News that the British Government is considering pardons for soldiers executed for cowardice and other offences during the First World War has led to calls for other military people of the past to be pardoned as well. One such is Admiral Byng who was shot for his alleged failure to relieve the garrison in Menorca in the mid-eighteenth century. This I mention by way of introducing the possible origin of an expression used widely in Menorca and also Mallorca.
“Uep”, pronounced ‘wep’, is a term of greeting akin to “all-right?” in English. As suggested to me by old friends from university days, one a resident of Barcelona, the other something of a polyglot, ‘uep’ might have been derived from the northern-English “hey-up”. It’s a possibility, and one I once put to the chap who is head of the pre-print section at my printers, and a man of some scholarly background, who thought that it could well be the case.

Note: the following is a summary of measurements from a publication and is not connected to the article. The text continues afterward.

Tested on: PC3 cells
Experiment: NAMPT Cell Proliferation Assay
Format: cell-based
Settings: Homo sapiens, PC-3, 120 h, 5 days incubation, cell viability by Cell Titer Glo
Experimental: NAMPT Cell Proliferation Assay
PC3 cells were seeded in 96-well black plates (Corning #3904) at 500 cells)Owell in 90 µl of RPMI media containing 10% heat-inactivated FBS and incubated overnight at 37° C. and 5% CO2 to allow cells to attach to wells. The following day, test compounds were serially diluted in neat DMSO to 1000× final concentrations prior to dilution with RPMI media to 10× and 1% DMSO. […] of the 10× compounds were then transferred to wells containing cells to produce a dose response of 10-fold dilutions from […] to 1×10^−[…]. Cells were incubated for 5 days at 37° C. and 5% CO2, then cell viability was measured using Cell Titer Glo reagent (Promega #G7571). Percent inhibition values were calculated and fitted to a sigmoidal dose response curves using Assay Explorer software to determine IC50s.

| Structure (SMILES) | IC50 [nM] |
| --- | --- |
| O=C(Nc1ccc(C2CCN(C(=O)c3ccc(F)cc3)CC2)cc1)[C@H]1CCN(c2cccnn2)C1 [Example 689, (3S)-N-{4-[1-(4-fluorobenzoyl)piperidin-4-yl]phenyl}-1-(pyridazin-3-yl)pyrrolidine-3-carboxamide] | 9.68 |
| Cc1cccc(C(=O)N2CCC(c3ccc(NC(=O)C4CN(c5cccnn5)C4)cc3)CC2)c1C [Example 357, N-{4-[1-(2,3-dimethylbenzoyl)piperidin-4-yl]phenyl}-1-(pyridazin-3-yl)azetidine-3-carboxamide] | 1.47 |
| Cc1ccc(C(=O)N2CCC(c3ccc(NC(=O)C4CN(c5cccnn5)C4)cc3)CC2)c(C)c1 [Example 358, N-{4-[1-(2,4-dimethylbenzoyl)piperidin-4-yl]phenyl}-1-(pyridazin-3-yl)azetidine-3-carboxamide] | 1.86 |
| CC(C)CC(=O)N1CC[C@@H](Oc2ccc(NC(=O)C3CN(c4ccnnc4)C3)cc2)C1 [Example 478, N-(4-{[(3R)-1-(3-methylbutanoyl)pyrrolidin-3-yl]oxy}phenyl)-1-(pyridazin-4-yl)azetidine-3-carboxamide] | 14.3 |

Given that much of the English language is, in essence, nicked from others, it’s nice to think that the people of the Balearics might have assimilated something from our own language, even if it is only a form of slang. Though of course this does raise the question as to the derivation of ‘hey-up’.
Jellyfish alert: Beaches in Calvia have now been affected, e.g. at Portals Vells, close to Magaluf and around the promontory (Cap de Cala Figuera) from Santa Ponsa. Most are the fried-egg variety (in appearance that is). Seemingly their emergence means that the mauve ones are on the way out, which is a bit of god news as they are the more painful chappies, and indeed it was a “mauve stinger” that was the “throbbing gristle” on Playa de Muro beach I alluded to on 23 July. The authorities are denying that there is a “plague” as in fact there are fewer jellyish than in previous years.